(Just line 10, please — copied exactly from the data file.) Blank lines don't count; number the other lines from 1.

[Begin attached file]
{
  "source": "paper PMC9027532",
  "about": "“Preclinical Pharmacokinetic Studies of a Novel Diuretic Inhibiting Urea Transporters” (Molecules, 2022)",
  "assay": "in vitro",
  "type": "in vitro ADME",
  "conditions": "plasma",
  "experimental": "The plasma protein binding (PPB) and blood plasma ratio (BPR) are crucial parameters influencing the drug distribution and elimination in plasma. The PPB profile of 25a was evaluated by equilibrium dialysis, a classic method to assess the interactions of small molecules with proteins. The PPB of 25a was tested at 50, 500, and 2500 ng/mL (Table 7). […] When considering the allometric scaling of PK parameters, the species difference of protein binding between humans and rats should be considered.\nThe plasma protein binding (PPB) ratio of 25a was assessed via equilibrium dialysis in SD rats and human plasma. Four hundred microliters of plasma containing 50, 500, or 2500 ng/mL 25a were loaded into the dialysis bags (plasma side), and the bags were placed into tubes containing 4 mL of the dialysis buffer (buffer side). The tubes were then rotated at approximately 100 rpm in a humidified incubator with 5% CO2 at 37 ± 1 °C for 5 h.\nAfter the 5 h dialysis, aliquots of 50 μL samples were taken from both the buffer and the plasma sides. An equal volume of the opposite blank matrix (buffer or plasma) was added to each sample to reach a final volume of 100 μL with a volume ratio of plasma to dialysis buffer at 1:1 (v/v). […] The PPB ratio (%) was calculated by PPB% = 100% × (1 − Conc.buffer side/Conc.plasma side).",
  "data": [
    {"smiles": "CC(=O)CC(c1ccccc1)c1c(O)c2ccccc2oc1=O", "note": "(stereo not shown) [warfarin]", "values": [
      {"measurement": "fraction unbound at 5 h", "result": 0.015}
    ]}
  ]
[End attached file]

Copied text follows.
      {"measurement": "fraction unbound at 5 h", "result": 0.015}